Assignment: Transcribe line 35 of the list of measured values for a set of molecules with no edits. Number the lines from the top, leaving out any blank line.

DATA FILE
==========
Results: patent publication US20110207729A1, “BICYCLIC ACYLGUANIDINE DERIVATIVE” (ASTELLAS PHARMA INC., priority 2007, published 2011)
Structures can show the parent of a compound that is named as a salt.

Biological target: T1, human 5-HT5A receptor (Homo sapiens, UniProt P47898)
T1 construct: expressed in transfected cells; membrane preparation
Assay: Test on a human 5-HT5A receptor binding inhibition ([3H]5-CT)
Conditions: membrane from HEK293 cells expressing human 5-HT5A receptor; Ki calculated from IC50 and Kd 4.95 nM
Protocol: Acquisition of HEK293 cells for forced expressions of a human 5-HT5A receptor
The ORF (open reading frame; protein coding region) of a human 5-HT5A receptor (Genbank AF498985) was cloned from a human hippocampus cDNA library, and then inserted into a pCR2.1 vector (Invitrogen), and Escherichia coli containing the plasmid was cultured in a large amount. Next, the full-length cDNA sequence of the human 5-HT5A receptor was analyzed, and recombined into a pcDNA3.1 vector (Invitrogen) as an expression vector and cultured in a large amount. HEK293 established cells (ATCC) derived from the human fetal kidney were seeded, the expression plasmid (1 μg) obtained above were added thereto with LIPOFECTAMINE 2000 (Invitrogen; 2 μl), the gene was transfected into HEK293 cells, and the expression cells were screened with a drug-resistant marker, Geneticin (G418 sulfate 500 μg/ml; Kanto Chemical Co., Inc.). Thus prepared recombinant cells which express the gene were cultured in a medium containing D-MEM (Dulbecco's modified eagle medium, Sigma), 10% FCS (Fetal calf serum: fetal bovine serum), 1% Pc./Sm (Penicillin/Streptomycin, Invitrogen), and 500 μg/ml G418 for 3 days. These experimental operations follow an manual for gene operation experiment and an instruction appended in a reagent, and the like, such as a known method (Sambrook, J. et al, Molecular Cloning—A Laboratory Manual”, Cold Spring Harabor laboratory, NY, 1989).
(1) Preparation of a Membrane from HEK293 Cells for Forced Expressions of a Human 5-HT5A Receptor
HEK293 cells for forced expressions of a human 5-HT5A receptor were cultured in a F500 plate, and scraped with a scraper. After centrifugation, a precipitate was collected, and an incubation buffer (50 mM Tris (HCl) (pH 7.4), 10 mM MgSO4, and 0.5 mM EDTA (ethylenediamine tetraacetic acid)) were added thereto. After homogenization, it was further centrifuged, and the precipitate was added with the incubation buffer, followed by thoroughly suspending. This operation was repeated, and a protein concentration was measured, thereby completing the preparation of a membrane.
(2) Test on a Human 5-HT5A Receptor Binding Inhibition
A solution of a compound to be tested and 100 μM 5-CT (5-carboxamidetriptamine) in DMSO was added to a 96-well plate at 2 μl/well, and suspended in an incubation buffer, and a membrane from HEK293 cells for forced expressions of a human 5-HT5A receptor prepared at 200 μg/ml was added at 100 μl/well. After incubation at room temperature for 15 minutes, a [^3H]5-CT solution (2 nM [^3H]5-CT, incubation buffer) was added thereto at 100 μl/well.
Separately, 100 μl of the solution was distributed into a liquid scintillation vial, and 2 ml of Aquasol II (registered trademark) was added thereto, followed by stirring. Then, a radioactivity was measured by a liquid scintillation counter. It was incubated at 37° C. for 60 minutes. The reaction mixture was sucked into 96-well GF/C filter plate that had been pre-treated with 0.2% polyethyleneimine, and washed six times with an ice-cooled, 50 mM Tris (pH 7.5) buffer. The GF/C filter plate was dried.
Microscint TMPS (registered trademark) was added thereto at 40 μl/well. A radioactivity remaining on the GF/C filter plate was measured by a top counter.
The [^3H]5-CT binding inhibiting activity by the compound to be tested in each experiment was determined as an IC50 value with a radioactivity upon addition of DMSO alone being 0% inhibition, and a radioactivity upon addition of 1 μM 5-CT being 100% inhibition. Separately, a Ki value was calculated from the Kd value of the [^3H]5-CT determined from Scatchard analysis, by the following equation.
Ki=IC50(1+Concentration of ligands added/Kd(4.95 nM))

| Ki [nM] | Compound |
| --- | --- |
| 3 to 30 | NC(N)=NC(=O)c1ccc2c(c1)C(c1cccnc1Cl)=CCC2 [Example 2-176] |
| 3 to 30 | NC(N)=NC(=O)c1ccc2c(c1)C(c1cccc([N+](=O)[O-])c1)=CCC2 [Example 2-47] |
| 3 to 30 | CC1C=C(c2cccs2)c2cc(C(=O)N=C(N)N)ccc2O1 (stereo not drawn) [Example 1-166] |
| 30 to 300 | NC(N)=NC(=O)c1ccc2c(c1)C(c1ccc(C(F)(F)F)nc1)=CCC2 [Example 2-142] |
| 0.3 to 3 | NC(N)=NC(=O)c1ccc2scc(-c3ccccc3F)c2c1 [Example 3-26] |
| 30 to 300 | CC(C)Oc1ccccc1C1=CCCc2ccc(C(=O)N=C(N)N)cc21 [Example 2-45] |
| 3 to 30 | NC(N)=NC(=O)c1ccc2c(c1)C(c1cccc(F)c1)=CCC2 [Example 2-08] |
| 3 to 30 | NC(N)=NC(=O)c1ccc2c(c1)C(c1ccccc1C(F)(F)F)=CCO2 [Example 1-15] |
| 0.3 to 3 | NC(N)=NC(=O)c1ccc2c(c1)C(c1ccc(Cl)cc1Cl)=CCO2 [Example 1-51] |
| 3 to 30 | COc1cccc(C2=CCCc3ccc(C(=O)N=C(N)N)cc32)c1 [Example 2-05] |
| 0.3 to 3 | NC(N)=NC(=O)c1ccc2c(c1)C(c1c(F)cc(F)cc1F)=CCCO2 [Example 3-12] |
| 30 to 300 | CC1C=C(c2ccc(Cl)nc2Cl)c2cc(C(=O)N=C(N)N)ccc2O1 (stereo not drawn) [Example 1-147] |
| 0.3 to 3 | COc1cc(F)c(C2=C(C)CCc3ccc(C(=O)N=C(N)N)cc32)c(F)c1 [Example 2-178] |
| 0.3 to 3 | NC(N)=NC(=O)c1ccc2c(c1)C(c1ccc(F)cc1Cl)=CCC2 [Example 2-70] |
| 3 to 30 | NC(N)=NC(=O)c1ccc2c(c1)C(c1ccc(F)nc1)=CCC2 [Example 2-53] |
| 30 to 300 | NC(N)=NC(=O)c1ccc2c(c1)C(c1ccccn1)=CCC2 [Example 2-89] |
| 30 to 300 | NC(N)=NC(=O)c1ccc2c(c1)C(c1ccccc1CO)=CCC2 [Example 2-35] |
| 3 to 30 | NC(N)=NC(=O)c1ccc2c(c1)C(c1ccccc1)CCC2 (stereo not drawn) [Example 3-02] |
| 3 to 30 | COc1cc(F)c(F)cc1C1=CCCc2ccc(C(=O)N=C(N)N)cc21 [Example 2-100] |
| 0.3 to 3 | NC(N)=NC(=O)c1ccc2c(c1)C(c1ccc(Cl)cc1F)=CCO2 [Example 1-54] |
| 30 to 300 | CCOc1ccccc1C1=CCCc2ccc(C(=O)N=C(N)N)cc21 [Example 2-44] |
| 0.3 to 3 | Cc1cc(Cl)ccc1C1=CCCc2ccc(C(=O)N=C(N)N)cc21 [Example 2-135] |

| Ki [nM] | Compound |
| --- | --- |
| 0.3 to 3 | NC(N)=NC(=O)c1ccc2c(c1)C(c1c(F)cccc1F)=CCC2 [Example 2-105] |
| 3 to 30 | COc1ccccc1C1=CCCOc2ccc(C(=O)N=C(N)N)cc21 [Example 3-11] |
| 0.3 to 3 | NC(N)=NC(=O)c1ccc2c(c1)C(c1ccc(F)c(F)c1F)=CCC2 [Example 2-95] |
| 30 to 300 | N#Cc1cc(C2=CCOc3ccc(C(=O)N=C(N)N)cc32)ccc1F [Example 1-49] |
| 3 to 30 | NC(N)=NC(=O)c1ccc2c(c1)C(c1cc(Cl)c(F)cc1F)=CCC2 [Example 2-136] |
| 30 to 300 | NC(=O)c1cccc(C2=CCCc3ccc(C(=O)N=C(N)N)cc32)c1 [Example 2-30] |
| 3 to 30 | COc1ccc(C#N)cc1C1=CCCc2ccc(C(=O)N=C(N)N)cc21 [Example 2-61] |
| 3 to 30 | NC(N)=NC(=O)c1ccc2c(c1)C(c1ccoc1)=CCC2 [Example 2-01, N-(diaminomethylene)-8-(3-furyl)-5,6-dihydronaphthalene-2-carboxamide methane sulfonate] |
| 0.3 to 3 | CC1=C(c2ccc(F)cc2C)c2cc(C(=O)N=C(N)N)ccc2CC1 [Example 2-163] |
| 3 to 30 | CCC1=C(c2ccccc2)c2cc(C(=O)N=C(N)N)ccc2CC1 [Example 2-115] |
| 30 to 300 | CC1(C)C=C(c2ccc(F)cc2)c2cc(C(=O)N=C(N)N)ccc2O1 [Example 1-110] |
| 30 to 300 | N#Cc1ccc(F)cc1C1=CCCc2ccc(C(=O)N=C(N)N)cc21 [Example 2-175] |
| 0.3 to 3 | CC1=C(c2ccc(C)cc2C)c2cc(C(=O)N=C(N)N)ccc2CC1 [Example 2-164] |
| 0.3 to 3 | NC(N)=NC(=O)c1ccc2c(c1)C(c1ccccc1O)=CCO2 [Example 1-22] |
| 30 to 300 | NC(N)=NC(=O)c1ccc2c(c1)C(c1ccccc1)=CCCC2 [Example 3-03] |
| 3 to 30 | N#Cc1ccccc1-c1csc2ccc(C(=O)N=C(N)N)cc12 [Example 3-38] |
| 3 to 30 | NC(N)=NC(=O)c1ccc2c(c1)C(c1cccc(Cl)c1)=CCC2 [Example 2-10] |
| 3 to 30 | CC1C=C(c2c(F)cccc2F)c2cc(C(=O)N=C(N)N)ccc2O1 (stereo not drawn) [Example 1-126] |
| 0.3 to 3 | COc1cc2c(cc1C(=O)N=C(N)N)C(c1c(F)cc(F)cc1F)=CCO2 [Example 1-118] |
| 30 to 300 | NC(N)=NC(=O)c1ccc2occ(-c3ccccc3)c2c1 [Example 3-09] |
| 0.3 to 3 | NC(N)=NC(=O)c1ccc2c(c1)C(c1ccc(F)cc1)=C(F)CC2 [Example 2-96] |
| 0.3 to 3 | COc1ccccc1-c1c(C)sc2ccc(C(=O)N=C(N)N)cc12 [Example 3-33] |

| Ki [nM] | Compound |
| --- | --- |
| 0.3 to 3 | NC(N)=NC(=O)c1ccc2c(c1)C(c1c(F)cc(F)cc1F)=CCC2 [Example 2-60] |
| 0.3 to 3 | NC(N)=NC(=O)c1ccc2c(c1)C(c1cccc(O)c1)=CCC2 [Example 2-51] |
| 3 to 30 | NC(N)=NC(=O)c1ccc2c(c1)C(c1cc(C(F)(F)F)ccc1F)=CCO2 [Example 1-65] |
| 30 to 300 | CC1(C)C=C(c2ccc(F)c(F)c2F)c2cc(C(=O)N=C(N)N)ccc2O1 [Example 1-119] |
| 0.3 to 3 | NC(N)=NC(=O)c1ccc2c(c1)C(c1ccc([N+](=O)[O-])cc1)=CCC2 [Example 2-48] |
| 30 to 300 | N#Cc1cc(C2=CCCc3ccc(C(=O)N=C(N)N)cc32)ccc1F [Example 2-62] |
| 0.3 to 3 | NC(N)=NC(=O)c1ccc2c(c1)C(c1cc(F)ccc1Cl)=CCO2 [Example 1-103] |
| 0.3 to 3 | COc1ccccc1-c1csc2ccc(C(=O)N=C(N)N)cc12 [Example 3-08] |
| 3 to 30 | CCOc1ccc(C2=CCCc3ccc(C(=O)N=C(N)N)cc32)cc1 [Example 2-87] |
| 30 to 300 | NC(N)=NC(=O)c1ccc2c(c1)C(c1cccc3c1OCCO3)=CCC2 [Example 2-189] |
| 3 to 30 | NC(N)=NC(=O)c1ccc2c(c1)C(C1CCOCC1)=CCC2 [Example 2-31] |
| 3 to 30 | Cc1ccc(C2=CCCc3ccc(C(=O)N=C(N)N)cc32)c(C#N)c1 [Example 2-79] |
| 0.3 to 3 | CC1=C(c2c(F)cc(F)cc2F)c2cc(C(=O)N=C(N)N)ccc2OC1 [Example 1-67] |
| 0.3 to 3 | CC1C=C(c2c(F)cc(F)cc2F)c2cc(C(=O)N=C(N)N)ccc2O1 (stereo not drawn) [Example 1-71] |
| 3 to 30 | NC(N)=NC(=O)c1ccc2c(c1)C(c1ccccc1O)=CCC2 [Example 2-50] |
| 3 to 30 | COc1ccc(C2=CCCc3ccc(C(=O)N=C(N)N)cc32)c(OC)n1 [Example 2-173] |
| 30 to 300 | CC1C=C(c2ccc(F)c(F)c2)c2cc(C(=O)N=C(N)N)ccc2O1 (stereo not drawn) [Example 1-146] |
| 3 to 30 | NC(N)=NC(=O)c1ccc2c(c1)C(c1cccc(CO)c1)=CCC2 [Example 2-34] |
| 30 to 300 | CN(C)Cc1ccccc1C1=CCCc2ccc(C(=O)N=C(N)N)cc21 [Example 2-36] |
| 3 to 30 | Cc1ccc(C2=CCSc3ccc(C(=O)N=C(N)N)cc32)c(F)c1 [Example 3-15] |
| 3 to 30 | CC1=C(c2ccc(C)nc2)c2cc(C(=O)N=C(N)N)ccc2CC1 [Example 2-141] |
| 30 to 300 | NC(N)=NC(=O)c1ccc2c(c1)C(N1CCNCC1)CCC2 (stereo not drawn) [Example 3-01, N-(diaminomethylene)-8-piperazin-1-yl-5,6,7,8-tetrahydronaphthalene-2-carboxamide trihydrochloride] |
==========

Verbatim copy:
| 30 to 300 | NC(N)=NC(=O)c1ccc2c(c1)C(c1ccccc1CO)=CCC2 [Example 2-35] |